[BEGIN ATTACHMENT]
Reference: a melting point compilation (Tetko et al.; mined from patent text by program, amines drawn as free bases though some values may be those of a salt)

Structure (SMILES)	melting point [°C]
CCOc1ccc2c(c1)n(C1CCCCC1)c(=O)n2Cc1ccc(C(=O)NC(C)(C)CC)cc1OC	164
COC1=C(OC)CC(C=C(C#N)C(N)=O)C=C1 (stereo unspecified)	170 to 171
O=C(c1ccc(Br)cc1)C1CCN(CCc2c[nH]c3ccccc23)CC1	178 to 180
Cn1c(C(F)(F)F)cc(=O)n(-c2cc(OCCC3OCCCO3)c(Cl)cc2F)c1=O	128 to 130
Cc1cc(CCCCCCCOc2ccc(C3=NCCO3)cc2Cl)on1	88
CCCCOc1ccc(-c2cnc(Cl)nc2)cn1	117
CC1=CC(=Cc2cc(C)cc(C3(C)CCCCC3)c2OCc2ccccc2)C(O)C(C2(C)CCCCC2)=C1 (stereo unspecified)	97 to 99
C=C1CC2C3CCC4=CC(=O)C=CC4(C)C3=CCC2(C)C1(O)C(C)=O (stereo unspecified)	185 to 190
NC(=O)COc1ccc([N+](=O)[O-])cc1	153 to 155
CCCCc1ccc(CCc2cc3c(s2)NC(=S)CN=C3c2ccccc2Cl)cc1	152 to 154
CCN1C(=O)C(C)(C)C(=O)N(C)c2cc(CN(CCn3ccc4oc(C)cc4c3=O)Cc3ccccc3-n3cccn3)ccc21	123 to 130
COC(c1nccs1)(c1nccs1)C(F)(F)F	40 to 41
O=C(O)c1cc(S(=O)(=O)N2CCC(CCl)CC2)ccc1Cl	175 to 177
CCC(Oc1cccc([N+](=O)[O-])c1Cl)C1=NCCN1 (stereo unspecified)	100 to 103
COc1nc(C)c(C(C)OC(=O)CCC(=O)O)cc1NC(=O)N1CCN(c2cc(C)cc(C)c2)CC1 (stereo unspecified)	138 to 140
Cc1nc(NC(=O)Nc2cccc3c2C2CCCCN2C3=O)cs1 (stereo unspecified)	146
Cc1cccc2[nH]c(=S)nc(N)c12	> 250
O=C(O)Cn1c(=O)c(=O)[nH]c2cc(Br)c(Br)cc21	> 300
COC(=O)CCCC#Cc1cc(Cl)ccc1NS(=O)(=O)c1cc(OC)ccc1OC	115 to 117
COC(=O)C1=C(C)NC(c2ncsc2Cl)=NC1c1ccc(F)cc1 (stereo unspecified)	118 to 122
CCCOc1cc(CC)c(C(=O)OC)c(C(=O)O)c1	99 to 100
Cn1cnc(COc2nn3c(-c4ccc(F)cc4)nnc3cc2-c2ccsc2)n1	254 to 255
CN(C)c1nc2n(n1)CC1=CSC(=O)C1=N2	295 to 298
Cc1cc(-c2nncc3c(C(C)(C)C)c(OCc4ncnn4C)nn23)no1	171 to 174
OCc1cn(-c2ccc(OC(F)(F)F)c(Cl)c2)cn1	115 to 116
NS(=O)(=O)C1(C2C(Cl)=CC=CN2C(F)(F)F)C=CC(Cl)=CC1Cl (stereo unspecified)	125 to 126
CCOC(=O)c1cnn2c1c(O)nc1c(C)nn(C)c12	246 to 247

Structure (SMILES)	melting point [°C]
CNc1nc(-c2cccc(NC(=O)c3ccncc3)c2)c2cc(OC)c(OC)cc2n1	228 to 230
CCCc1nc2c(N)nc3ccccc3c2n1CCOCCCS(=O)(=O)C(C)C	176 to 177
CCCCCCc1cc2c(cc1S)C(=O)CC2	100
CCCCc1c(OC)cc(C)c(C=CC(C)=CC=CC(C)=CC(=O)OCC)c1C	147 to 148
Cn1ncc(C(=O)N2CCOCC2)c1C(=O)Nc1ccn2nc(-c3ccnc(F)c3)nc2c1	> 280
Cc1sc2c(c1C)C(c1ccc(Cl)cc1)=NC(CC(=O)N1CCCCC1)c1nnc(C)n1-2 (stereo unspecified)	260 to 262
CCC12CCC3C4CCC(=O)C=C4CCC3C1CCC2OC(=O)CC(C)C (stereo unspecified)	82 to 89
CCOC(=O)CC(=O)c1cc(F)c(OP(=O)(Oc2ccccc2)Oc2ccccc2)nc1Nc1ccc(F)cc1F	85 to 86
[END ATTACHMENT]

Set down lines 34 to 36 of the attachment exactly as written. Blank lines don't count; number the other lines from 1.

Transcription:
CCCCc1c(OC)cc(C)c(C=CC(C)=CC=CC(C)=CC(=O)OCC)c1C	147 to 148
Cn1ncc(C(=O)N2CCOCC2)c1C(=O)Nc1ccn2nc(-c3ccnc(F)c3)nc2c1	> 280
Cc1sc2c(c1C)C(c1ccc(Cl)cc1)=NC(CC(=O)N1CCCCC1)c1nnc(C)n1-2 (stereo unspecified)	260 to 262